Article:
Two beautiful Iranian lesbians fight for their freedom against an oppressive nation in Maryam Keshavarz‘s debut feature Circumstance. The winner of the Narrative Audience Award at the 2011 Sundance Film Festival, Circumstance was picked up by Roadside Attractions and set for limited release on August 19. After seeing it this past January, we’ve been championing this beautiful, sensual and frightening film and, now, it can speak for itself. A brand new trailer and poster have been released. Check them out after the break. Read More »

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Sundance Invades The Summer of 2011

Everyone’s talked ad nauseam about how the summer of 2011 is going to be a blockbuster bloodbath. Week after week of high concept, big budget sequels featuring superheroes, robots and wizards. But those aren’t the only movies that’ll be playing at your local theater during the long, hot months of May, June, July and August. A huge chunk of movies we reviewed in January at the Sundance Film Festival – from award winners to our personal favorites – are also finding their way into theaters during that time. As the heat quickly approaches, we’ve decided to highlight over 20 Sundance films that are scheduled to open opposite the traditional Hollywood fare. See images, read reviews and find release dates all below. Read More »

If you read the site regularly, you’ve probably heard of Sundance U.S. Audience Award winner Circumstance. The tale of two Iranian lesbians trapped in an impossible system was one of our favorite films of the 2011 festival. Now, Participant Media has locked down a deal to have Roadside Attractions distribute the movie in the United States, possibly as soon as this summer. This is great news for a great film that’s sensual, tense, inspiring and frightening all in one.

Click here to read my review of the Maryam Keshavarz-directed award winner. It’s a controversial must see for sure.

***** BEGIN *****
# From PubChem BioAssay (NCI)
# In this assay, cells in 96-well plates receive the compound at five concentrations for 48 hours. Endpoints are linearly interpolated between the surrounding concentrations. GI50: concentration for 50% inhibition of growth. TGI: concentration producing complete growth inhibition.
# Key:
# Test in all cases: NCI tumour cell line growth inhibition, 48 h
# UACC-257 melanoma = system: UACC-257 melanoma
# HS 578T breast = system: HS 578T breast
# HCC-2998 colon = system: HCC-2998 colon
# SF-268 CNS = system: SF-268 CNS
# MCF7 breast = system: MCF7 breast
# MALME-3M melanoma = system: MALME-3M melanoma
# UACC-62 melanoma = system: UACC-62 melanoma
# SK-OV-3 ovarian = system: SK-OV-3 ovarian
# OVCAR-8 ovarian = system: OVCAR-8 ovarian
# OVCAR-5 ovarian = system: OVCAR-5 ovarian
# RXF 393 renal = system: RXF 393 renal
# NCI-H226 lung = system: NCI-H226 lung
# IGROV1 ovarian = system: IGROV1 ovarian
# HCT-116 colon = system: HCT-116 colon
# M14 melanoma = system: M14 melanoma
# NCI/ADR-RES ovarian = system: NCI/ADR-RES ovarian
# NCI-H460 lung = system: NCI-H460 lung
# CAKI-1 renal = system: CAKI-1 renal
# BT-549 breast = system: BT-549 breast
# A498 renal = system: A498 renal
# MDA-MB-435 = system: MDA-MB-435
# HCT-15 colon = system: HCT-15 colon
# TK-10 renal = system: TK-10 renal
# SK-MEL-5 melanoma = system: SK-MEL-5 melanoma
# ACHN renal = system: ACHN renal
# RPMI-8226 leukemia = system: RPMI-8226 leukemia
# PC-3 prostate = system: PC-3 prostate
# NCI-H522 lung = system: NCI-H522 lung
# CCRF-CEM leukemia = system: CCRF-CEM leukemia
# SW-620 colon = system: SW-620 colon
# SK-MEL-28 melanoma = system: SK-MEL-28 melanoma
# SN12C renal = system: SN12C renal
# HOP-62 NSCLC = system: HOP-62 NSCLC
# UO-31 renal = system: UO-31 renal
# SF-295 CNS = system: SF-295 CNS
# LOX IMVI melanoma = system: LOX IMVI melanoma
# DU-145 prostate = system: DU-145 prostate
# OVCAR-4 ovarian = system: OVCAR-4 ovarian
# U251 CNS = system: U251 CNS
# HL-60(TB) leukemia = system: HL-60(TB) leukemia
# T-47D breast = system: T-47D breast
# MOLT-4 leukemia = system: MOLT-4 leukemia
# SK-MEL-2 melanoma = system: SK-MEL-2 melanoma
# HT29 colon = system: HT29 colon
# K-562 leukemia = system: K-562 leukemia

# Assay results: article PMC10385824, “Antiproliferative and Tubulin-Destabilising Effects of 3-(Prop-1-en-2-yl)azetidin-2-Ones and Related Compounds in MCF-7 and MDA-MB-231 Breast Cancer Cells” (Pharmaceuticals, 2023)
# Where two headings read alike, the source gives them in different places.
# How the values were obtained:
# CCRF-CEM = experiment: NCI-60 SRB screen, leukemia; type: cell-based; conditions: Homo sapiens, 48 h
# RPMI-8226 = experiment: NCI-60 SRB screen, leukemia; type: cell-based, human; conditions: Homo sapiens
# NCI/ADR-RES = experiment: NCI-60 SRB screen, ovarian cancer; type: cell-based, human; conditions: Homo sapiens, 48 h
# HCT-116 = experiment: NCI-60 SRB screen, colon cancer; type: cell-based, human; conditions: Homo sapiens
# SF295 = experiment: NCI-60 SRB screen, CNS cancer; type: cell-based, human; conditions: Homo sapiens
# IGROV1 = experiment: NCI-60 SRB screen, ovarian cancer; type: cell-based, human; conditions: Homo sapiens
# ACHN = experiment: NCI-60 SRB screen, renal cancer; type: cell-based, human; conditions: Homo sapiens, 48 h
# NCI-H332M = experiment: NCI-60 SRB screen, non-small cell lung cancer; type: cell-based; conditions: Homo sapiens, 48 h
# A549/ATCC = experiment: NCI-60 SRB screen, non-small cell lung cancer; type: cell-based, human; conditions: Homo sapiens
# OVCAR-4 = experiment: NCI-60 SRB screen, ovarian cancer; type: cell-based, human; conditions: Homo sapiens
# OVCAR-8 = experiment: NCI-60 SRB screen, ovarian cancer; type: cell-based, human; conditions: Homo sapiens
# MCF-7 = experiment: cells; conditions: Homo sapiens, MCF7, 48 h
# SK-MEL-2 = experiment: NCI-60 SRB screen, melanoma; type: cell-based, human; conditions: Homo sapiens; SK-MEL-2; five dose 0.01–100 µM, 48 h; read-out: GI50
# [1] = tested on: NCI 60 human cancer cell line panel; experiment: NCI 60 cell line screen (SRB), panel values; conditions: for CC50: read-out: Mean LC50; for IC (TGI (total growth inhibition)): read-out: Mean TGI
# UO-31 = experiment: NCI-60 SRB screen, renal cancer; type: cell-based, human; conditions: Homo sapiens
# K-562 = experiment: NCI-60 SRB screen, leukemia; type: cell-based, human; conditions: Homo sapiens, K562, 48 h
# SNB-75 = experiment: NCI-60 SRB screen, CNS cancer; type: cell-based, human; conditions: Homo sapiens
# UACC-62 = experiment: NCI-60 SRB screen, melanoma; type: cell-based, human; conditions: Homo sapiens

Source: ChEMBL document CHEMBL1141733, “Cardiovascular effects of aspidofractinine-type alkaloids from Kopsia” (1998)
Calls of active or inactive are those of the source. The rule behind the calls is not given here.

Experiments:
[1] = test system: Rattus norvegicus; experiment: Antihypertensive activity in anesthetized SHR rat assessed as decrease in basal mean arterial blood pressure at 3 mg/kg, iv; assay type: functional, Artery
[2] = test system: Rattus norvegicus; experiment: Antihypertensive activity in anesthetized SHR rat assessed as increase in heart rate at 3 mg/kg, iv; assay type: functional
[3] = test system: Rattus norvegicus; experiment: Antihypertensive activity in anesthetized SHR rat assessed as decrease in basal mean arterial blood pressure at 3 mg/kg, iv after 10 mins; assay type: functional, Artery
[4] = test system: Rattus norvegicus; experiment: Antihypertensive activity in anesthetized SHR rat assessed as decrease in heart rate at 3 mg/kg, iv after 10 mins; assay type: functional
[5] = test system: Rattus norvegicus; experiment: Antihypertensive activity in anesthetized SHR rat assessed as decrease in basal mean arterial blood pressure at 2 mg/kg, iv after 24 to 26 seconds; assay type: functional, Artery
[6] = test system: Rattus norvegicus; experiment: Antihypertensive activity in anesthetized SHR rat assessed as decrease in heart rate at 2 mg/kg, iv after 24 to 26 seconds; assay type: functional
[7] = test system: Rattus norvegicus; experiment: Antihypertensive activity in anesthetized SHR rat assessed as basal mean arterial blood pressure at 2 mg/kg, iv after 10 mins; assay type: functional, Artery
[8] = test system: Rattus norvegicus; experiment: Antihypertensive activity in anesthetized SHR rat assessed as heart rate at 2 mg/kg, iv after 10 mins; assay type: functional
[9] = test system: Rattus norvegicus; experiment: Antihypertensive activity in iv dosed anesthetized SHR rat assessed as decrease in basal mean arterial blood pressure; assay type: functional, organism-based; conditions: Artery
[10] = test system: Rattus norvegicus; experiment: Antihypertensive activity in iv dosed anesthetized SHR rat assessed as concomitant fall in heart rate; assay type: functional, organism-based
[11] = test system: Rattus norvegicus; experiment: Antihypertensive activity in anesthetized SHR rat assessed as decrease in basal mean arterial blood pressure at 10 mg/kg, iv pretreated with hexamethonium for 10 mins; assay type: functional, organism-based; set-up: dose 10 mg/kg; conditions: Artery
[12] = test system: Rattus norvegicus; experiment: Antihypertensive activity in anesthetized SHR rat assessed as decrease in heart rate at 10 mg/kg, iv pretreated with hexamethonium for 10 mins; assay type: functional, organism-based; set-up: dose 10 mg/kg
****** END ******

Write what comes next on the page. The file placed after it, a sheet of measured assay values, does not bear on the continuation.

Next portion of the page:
Complete with sniffles, fevers and coughs, we’re just now beginning to recover from the madness that was the 2011 Sundance Film Festival. Over the course of 11 days, myself, Peter Sciretta and David Chen were all over Park City, Utah watching films, writing, talking to stars, meeting our fellow bloggers and watching more films. Personally I saw 36 films over 11 days so I feel like I have a good perspective on the festival as a whole.

The general consensus is that this was one of the best Sundance’s in a long time, with about a huge number of films acquiring distribution in comparison to previous years. And while I think the overall quality was incredibly high, there were only a handful of films that stood out above the rest. Most of the 36 films I saw were middle of the pack. Well-made, entertaining, thought-provoking, but ultimately not as exciting as one might hope. Only a select few stood out as the best, or worst.

To try and let the cream of the crop rise to the top, we’ve gone ahead and picked out or favorite, and least favorite, films of the Sundance Film Festival. Read all our lists after the jump. Read More »

UPDATE: Circumstance just won the US Dramatic Audience Award at the 2011 Sundance Film Festival.

Though it’ll probably never play in the country in which it’s set, attendees at the Sundance Film Festival were lucky enough to see Maryam Keshavarz‘s debut feature Circumstance. Hopefully soon, you will too. Set in modern day Tehran, Iran, this beautiful film focuses on two attractive high school girls named Shireen and Atafeh, played by Sarah Kazemy and Nikohl Boosheri, both making their acting debuts. Though the girls live in a country where women are treated as second class, Shireen and Atafeh use their good looks, talents and smarts to live life as free as humanly possible. The friends eventually develop feelings for each other but when Atafeh’s brother Mehran (Reza Sixo Safai) comes home, the girls’ liberal point of view is doomed to be challenged.

Circumstance is an increasingly claustrophobic love story set against impossible odds told with a frightening cultural context. Of the thirty plus films I’d seen at Sundance before it, it was the first film to get a legitimate standing ovation. Read More »

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